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FROM THIS EPISODE

After weeks of heavy bombing in Afghanistan, the Taliban are still in control, Osama bin Laden still hasn't been found, and it's been more difficult than expected to put together an alternative government for a fractious country. Now critics are beginning to question if America's military strategy can meet its objectives. We hear about air strikes from a veteran of the Gulf War and get a report on how the combat looks from the frontline. We also consider demands by the Northern Alliance and the prospects for building a future government that is acceptable to Afghanistan's neighbors and America's shaky coalition.
  • Newmaker: US Defers ABM Tests, Russia Aids Northern Alliance - A day after the Pentagon announced it has put off tests of the anti-missile defense system, Russia has agreed to send armored vehicles to Afghanistan. Victor Kremenyuk, of the Russian Academy of Sciences at the Institute of the USA and Canada, talks about Russia's support for the Northern Alliance and his country's developing relationship with the US.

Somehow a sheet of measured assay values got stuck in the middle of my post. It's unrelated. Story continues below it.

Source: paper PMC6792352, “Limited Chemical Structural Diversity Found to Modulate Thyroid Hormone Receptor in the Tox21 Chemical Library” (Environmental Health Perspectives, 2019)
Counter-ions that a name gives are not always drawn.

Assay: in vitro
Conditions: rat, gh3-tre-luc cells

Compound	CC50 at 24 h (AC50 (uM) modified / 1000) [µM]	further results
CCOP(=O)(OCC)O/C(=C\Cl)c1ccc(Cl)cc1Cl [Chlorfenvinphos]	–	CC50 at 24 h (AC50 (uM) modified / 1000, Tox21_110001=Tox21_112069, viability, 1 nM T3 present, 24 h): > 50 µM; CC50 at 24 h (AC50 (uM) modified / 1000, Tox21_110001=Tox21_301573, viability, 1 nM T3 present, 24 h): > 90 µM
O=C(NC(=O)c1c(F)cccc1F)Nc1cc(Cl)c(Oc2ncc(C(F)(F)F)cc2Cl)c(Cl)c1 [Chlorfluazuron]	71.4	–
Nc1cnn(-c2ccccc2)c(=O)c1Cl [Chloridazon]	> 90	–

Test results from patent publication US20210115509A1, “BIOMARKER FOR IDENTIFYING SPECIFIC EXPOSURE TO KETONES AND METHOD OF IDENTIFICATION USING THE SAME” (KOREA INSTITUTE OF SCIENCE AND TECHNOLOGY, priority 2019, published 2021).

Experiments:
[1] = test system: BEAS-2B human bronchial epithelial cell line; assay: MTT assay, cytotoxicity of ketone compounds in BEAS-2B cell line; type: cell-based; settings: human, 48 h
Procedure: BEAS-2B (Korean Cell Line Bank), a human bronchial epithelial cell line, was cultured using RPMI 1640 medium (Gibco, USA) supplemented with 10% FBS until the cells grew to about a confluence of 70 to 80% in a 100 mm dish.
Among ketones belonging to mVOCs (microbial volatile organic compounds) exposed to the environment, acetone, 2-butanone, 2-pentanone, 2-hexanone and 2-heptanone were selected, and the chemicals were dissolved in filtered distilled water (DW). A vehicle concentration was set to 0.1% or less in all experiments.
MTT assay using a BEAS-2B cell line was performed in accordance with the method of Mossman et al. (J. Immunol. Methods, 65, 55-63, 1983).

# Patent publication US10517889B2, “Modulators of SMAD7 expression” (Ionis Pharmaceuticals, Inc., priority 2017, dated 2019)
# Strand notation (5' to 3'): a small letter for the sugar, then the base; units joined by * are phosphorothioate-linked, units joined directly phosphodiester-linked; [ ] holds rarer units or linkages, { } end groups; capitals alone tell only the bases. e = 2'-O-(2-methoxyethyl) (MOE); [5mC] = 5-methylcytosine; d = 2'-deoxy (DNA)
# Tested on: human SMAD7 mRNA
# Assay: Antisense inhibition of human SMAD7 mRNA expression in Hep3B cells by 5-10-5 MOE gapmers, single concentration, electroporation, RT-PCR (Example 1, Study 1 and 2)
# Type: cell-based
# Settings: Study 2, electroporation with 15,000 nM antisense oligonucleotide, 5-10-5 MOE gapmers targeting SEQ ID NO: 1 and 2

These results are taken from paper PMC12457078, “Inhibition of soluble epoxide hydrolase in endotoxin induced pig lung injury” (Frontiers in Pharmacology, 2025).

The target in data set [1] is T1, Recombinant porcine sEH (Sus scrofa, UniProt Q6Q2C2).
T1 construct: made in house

• Reporter's Notebook: Dr. Jehan Sadat's Message for Peace - Dr. Jehan Sadat is herself a victim of terrorist violence. The widow of Egyptian President Anwar Sadat, who was killed by Islamic militants just 20 years ago, has for many years been an apostle of world peace. Now she's calling for war on the Taliban, and a more visible role for women in Islamic society.

Russian Academy of Sciences' Institute for the USA and Canada

The Air Campaign: Planning for Combat

The Christian Science Monitor

The Christian Science Monitor

Far Eastern Economic Review

GWU's Elliot School of International Affairs

Taliban: Militant Islam, Oil and Fundamentalism in Central Asia

United Nations

Venturist, Inc

Jehan Sadat

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